[11] See e.g., Comments of the Cellular Telecommunications & Internet Association, ET Docket No. 02-135 (Jan. 27, 2003) (promoting efficiency and concurring with the Spectrum Policy Task Force recommendation to build a cost-benefit analysis into future allocations).

[12] See CTIA Wireless Quick Facts (April 2006), available at

[13] See id.  The United States currently has licensed approximately 180 MHz of spectrum designated for CMRS operations, namely 120 MHz of broadband PCS spectrum, 50 MHz of cellular spectrum, and 10 MHz of attributable ESMR spectrum.  See 2000 Biennial Regulatory Review Spectrum Aggregation Limits for Commercial Mobile Radio Services, Notice of Proposed Rulemaking, 16 FCC Rcd 2763 (2001).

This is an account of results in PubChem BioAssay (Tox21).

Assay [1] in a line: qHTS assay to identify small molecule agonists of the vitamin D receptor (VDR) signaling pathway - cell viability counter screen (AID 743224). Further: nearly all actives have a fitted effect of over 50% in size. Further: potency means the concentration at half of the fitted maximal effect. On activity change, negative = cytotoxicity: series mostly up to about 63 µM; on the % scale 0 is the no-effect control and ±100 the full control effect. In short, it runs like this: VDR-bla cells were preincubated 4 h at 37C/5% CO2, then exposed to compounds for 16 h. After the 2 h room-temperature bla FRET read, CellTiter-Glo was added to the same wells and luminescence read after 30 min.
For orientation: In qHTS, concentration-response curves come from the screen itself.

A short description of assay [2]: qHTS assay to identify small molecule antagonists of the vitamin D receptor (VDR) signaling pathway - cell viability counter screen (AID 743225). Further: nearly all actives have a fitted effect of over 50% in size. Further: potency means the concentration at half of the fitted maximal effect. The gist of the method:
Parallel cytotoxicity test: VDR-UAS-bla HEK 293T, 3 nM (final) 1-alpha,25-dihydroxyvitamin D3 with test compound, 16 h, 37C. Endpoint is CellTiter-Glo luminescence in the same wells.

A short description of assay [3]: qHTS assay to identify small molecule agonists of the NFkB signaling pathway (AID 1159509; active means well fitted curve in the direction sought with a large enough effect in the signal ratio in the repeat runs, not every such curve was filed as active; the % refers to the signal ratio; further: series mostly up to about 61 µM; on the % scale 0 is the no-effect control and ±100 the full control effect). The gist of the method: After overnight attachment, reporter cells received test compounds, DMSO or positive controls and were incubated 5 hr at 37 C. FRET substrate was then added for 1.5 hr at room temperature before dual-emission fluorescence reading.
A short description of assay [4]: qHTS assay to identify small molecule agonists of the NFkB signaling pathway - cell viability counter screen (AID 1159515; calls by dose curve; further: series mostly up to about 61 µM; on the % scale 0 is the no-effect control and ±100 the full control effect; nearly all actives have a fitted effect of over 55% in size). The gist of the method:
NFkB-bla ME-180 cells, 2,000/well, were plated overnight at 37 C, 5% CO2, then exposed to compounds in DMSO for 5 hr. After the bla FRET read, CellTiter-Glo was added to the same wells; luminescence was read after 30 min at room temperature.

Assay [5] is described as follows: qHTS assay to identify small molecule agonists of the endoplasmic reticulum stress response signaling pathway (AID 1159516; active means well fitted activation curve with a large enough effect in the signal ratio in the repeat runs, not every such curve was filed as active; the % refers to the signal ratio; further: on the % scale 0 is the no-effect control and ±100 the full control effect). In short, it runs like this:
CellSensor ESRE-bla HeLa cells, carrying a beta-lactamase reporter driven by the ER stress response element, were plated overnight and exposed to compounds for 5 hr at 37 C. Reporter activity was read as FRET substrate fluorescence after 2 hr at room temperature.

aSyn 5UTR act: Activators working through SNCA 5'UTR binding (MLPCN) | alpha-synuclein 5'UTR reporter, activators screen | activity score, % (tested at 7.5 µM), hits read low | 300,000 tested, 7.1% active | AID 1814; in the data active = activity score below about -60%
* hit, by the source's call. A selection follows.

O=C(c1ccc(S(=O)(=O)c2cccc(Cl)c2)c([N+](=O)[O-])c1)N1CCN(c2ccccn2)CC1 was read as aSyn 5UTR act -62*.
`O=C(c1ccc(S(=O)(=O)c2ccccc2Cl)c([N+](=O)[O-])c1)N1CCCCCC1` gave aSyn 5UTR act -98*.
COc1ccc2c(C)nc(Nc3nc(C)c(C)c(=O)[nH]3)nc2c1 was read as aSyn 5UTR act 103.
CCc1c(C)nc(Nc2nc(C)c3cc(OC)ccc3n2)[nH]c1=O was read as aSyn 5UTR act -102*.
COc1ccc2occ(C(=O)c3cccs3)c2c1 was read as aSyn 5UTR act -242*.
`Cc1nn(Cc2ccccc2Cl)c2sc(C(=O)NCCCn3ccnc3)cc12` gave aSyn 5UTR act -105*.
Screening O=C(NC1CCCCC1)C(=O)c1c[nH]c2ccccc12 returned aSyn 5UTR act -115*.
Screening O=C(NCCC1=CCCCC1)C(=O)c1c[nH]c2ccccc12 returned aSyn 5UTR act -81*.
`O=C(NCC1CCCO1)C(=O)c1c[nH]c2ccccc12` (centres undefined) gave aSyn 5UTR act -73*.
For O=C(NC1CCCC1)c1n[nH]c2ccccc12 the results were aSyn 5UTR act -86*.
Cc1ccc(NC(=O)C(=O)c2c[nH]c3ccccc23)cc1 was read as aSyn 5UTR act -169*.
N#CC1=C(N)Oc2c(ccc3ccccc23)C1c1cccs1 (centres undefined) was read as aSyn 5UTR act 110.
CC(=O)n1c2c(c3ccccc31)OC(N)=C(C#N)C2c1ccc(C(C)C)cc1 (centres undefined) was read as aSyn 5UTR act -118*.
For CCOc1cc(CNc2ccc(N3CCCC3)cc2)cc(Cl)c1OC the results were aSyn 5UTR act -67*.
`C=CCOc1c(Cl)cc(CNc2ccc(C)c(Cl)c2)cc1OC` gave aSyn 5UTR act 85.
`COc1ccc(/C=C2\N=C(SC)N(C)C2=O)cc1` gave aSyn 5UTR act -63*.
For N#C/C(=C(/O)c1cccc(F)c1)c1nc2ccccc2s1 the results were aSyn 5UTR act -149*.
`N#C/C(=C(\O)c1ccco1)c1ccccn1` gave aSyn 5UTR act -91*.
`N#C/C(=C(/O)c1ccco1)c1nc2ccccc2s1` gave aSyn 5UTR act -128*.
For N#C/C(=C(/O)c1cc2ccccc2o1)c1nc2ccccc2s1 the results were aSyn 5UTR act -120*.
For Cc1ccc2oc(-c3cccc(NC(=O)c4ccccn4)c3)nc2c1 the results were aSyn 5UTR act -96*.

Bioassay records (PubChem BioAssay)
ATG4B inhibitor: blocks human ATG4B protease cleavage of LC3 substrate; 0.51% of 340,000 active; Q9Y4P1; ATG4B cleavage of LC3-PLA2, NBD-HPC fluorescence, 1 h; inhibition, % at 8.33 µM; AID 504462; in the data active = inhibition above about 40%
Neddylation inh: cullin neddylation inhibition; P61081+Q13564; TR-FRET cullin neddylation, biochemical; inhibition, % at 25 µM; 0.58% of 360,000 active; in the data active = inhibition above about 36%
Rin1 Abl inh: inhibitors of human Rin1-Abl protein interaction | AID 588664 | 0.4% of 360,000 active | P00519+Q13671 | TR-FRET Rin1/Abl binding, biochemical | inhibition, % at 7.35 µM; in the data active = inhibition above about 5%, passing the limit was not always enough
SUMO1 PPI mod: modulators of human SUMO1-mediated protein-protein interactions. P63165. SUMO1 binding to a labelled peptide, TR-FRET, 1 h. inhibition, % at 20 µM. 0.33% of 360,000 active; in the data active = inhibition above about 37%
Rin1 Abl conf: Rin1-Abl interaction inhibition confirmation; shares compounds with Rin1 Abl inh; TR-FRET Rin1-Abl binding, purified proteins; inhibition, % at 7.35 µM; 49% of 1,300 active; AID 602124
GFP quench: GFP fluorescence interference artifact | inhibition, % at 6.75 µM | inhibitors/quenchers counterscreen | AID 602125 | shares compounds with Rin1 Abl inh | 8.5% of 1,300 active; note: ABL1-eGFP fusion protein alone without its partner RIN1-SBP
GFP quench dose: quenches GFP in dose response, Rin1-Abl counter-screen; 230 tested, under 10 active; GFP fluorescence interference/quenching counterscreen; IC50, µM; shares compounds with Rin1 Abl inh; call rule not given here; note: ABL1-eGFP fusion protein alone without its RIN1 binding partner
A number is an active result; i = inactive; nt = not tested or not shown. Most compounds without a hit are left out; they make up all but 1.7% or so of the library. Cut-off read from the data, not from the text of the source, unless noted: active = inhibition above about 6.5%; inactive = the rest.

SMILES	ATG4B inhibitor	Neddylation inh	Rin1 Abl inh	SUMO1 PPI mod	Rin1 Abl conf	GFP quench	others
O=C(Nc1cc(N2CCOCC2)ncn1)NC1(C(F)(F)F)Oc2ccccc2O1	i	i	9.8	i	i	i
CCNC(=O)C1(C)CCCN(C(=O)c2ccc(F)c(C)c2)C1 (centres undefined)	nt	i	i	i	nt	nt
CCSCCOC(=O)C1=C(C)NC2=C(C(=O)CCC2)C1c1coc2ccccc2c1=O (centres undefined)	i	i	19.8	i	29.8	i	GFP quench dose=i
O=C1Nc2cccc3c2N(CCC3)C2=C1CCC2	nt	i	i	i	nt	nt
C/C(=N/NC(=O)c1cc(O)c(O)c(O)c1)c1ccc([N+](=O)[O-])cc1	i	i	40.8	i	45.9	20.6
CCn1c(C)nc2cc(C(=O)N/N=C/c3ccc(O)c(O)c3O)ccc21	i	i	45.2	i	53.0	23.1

[14] See CTIA Wireless Quick Facts.

[15] Report 1 at 23.

[16] See General Accounting Office, Spectrum Management:  Better Knowledge Needed to Take Advantage of Technologies That May Improve Spectrum Efficiency, GAO-04-666, at 3 (May 2004), available at